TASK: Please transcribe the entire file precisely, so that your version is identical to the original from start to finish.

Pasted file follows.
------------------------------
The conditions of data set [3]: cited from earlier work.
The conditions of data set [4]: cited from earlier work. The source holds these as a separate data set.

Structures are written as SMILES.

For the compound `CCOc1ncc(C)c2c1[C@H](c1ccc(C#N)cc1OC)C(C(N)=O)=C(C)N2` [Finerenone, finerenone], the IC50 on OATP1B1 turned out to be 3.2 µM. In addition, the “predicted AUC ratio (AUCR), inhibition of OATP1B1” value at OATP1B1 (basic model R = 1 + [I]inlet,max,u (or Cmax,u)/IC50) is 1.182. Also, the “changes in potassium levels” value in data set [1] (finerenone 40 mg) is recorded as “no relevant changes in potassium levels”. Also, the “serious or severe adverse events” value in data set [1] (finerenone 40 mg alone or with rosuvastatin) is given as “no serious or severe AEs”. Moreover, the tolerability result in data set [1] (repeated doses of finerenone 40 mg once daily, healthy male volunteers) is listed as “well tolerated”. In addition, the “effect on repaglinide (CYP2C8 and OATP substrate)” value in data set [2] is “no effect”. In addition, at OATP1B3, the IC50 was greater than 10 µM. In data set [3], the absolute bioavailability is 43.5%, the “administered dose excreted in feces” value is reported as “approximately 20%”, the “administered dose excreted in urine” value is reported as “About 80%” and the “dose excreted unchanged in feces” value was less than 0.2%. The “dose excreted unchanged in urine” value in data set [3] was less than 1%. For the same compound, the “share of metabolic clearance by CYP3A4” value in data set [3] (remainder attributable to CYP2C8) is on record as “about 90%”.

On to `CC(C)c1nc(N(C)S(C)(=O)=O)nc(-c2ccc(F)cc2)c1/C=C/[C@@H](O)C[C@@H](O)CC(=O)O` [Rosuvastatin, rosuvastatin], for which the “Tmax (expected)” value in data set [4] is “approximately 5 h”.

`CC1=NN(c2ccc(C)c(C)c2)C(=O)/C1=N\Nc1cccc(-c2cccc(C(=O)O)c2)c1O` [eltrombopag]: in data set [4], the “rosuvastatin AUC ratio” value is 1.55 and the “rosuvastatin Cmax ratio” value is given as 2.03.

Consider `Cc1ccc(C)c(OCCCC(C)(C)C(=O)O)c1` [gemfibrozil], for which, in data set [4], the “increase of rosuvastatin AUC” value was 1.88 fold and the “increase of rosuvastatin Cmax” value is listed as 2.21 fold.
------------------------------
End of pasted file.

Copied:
The conditions of data set [3]: cited from earlier work.
The conditions of data set [4]: cited from earlier work. The source holds these as a separate data set.

Structures are written as SMILES.

For the compound `CCOc1ncc(C)c2c1[C@H](c1ccc(C#N)cc1OC)C(C(N)=O)=C(C)N2` [Finerenone, finerenone], the IC50 on OATP1B1 turned out to be 3.2 µM. In addition, the “predicted AUC ratio (AUCR), inhibition of OATP1B1” value at OATP1B1 (basic model R = 1 + [I]inlet,max,u (or Cmax,u)/IC50) is 1.182. Also, the “changes in potassium levels” value in data set [1] (finerenone 40 mg) is recorded as “no relevant changes in potassium levels”. Also, the “serious or severe adverse events” value in data set [1] (finerenone 40 mg alone or with rosuvastatin) is given as “no serious or severe AEs”. Moreover, the tolerability result in data set [1] (repeated doses of finerenone 40 mg once daily, healthy male volunteers) is listed as “well tolerated”. In addition, the “effect on repaglinide (CYP2C8 and OATP substrate)” value in data set [2] is “no effect”. In addition, at OATP1B3, the IC50 was greater than 10 µM. In data set [3], the absolute bioavailability is 43.5%, the “administered dose excreted in feces” value is reported as “approximately 20%”, the “administered dose excreted in urine” value is reported as “About 80%” and the “dose excreted unchanged in feces” value was less than 0.2%. The “dose excreted unchanged in urine” value in data set [3] was less than 1%. For the same compound, the “share of metabolic clearance by CYP3A4” value in data set [3] (remainder attributable to CYP2C8) is on record as “about 90%”.

On to `CC(C)c1nc(N(C)S(C)(=O)=O)nc(-c2ccc(F)cc2)c1/C=C/[C@@H](O)C[C@@H](O)CC(=O)O` [Rosuvastatin, rosuvastatin], for which the “Tmax (expected)” value in data set [4] is “approximately 5 h”.

`CC1=NN(c2ccc(C)c(C)c2)C(=O)/C1=N\Nc1cccc(-c2cccc(C(=O)O)c2)c1O` [eltrombopag]: in data set [4], the “rosuvastatin AUC ratio” value is 1.55 and the “rosuvastatin Cmax ratio” value is given as 2.03.

Consider `Cc1ccc(C)c(OCCCC(C)(C)C(=O)O)c1` [gemfibrozil], for which, in data set [4], the “increase of rosuvastatin AUC” value was 1.88 fold and the “increase of rosuvastatin Cmax” value is listed as 2.21 fold.